There are many different ways to learn, and the best way will depend on your learning needs, the resources and time available, and your learning style.
3 Examples of out-of-the-box learning and development approaches
Example 1: Developing software skills.
Let’s say that Isabella is a software programmer who has completed several software certifications and is quite competent with software development in the language that she needs to use in her current role. However, she sees that her organization is about to adopt a new software or that there is some new language on the market that is not yet adopted by her company. I would suggest she invest in learning that language to set herself apart from her peers and to help her become more highly sought-after.
But how she learns that particular software could take multiple forms depending on how much time she can invest, how she learns best, and what she can find and afford. Perhaps there is an online certification course? Maybe there are free courses such as MOOCs or Coursera or even YouTube tutorials? That would be a great place to try.
In addition or instead, Isabella could look for online forums that discuss that language and get involved in reading and participating in the discussions and Q+As there. She’ll gain more than just valuable insights – she’ll also develop a network of people who can mentor her and help her more directly and quickly.
Finally, a great way for a software developer to learn and get ahead is to actually dive in. How could Isabella dip her toes into this new language and begin building experience through practice? There are probably some open source opportunities out there and it’s a great way to practice where her learning and mistakes have no direct negative effect on her current job but the resulting improvements can directly be conveyed back to her job!
Example 2: Developing leadership skills.
Employees that want to grow their leadership and people-management skills could use volunteering as a development method. You could find an organization that allows you to build your leadership and management skills hands-on in some kind of volunteer leadership capacity.
Lots of community-based non-profit organizations are run on volunteer labor and are therefore much less picky about how much previous leadership experience and qualifications you bring to the role – they will gladly accept you into these unpaid roles based on your willingness to give your energy and time (which, of course, you can scale to your availability much more than in paid jobs).
So, by leading in a volunteer capacity, you can build leadership skills hands on (plus many other skills such as communication, organization, project management, and so on), get just-in-time feedback and support, and grow! These skills can then be brought back to your day job.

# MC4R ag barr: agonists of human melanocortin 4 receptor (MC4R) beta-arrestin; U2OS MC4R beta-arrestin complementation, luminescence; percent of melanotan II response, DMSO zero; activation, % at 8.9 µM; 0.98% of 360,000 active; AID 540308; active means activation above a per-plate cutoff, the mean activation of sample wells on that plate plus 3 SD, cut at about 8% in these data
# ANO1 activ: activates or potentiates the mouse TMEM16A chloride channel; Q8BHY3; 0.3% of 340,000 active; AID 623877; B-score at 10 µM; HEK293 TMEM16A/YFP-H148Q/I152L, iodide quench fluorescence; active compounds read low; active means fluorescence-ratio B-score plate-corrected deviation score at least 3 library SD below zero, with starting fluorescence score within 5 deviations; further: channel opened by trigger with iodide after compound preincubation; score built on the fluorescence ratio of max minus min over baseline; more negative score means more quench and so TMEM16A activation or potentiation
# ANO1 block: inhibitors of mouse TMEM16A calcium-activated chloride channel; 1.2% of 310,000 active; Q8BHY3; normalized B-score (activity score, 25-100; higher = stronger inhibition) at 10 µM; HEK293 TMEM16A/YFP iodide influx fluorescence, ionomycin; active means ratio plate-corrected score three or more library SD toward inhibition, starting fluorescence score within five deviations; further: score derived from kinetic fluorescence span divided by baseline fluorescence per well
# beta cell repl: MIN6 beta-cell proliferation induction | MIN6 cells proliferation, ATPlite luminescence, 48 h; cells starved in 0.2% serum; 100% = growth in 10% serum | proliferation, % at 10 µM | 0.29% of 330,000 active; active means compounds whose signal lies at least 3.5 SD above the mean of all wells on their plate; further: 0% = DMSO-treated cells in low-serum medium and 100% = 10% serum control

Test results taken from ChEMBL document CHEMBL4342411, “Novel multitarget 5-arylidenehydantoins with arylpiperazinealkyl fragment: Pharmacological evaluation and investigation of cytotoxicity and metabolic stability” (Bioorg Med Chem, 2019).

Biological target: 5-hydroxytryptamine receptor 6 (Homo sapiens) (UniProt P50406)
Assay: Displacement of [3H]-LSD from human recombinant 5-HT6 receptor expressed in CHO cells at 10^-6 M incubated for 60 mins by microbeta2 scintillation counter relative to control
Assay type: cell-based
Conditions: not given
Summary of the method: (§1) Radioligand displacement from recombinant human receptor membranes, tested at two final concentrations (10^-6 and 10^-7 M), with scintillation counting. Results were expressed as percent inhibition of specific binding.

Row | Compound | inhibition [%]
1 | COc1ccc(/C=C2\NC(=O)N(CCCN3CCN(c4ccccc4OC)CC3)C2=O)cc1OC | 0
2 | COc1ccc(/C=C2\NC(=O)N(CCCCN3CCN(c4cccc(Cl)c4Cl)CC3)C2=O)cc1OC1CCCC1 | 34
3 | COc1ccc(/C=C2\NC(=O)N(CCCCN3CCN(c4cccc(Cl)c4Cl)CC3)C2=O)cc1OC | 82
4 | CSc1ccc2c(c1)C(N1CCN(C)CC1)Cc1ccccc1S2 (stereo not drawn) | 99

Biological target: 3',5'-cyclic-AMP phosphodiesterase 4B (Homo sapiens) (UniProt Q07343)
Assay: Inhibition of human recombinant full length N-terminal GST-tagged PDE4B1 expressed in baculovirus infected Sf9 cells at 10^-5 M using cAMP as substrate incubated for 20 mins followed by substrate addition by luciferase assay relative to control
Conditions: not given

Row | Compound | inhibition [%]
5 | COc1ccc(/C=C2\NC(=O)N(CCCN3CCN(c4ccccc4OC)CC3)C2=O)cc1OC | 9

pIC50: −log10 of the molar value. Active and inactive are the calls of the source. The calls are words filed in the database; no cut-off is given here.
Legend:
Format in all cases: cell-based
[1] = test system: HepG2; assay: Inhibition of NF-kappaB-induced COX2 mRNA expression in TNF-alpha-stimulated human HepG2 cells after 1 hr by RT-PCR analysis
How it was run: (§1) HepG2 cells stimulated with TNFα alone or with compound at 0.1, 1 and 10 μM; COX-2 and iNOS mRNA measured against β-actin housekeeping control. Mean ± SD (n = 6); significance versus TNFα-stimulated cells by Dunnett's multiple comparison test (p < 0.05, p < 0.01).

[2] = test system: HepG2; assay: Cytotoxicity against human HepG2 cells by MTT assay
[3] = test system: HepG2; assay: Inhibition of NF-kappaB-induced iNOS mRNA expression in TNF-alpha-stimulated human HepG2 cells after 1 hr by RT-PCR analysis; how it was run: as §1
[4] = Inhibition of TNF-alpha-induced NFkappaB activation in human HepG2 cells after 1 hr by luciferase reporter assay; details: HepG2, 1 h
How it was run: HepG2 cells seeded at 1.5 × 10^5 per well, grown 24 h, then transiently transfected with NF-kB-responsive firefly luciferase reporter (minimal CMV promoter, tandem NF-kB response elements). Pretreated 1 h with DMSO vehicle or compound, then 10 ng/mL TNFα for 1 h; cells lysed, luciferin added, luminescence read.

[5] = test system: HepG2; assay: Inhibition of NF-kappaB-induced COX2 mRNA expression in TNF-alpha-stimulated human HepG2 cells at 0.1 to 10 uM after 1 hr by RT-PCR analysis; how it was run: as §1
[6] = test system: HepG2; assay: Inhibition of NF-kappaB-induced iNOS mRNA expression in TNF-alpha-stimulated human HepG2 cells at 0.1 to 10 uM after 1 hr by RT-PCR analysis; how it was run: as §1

Example 3: “Soft” skills.
Soft skills like communication, emotional intelligence, and influence skills are critical to every job and every relationship. Under-developed ‘people skills’ are usually what trips people up in their roles and career growth, regardless of their industry or position.
To develop these kinds of skills, you could become a mentor or be mentored (with someone inside or outside your own organization). You could also take on a leadership role on a special team or project and practice these skills and seek feedback there. Sometimes it can be as simple as developing a specific development goal with regard to these people skills and tracking it. For example, research shows that developing healthier workplace relationships involves having more positive to negative interactions. So to build these relationships or “soft” skills, you could set a goal like “I will make more positive than negative comments in my overall interactions with important stakeholders.” Then keep track of your progress.
The opportunities for development are endless when you own your development and think outside the classroom
Every person no matter how new or seasoned should seek to keep developing him- or herself. Doing so will help you get more fulfillment from your current role, help future-proof your career, and make you an indispensable employee. Once you recognize that goal-driven, outcome-focused, and non-training development is limitless and within reach, you can truly become the steward of your career instead of the ward of your employer.
Halelly Azulay is a facilitator, speaker, and leadership development strategist and an expert in communication skills and emotional intelligence. She is the Founder & CEO of TalentGrow LLC, where she develops leaders and teams, especially for enterprises experiencing explosive growth or expansion, and the author of two books including Employee Development on a Shoestring. Her leadership podcast, blog, and videos can be found at talentgrow.com.